A long-running feud over who runs the Fairfax County Circuit Court has erupted again in a fiery exchange of letters between the clerk of the court and the chief judge.
Clerk of the Court Warren E. Barry, in a letter to members of a legislative committee that oversees the courts, accused Fairfax's judges of "empire building" and "abusive misuse of judicial influence" because of an arrangement under which they receive direct funding from Fairfax County.
Chief Judge Richard J. Jamborsky, in a letter to an assistant county attorney, said that Barry's letter demonstrates "the clerk's ignorance of sound court management principles and the role" of the chief judge.
The letters are the latest round in a feud that has been simmering for two years. At stake is a special arrangement in Fairfax, under which the county appropriates $1.3 million annually to allow judges to hire their own staffs.
The letters are a prelude to hearings this week before the General Assembly in Richmond, where the two sides will argue over pending legislation that could prohibit the county from giving money directly to the judges to hire staff members.
"I just want the issue clarified," Barry said in an interview. "What I want is for the legislature to say what the county is doing is legal. If not, they have to change the law and allow this or tell the county and judges they can't do it."
Barry, who is seeking election to a second eight-year term, complained that some of his employees are going to work directly for the judges because the county-funded positions pay more.
The dispute over who controls the staff for the judges began in 1988, shortly after then-Chief Judge Lewis Hall Griffith took over and submitted a budget to the county, sidestepping the traditional procedure of including the request in the clerk's budget. As a result, Barry threatened to sue Griffith and the county for usurping his constitutional authority. Nevertheless, the county awarded Griffith with 28 employees for the judicial operations staff, which receives $1.3 million a year from the county, according to Barry's letter.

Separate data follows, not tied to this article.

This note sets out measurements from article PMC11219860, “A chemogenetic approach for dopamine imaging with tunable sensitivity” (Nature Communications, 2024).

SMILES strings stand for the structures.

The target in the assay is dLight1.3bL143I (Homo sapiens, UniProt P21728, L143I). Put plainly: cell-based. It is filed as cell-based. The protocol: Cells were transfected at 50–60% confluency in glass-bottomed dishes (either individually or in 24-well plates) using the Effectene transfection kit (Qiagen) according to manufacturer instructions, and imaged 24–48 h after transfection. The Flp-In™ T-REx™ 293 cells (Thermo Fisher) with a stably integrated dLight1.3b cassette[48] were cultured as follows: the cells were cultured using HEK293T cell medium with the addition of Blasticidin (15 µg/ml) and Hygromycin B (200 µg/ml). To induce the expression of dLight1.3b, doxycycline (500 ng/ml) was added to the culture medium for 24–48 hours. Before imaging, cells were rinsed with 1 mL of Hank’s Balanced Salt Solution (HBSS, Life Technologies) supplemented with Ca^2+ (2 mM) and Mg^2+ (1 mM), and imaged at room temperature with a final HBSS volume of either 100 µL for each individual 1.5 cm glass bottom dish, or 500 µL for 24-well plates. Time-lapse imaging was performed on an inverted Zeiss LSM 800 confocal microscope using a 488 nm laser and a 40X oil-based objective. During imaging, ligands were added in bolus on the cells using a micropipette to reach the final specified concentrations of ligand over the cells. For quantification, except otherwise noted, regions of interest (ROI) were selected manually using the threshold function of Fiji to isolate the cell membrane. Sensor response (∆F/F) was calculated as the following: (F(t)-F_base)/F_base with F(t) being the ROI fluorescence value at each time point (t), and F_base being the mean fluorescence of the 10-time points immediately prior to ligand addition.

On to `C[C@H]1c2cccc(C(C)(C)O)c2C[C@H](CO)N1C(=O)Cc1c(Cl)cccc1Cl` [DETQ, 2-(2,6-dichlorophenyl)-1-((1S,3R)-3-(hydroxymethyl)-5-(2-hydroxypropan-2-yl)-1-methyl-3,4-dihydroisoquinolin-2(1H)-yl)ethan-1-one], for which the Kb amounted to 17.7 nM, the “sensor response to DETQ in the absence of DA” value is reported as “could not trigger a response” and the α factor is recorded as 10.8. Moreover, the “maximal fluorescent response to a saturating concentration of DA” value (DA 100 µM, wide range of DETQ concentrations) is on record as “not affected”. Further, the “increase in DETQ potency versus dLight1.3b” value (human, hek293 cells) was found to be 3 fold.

Since then, Barry has challenged the constitutionality of such a set up, saying it makes it impossible for Fairfax judges to be impartial in litigation affecting the county government.
Jamborsky, who became chief judge after Griffith retired, said in a letter that he was disappointed by the clerk's decision to "air publicly his puzzling quarrel with Circuit Court Judges. It's also embarrassing."
The judge wrote that the clerk has hindered the court's efforts to solve the problems of case backlog "through petty criticisms, gamesmanship, public attack and an overall undermining of the efficiency, productivity and morale of all employees who must work in the Judicial Center."
Jamborsky said funding from the county is essential because the state does not hire enough staff members to handle a growing caseload.
Del. James F. Almand (D-Arlington) said that Barry and Jamborsky will speak before the full Committee for Courts of Justice on Thursday. Almand said in an interview yesterday that he did not think the bill pushed by Barry would pass the committee.
"Enough issues and questions have been raised that I think it will be appropriate for the Judicial Committee to look at it," Almand said. The Judicial Committee is made up of the chief justice of the State Supreme Court and other judges at various levels.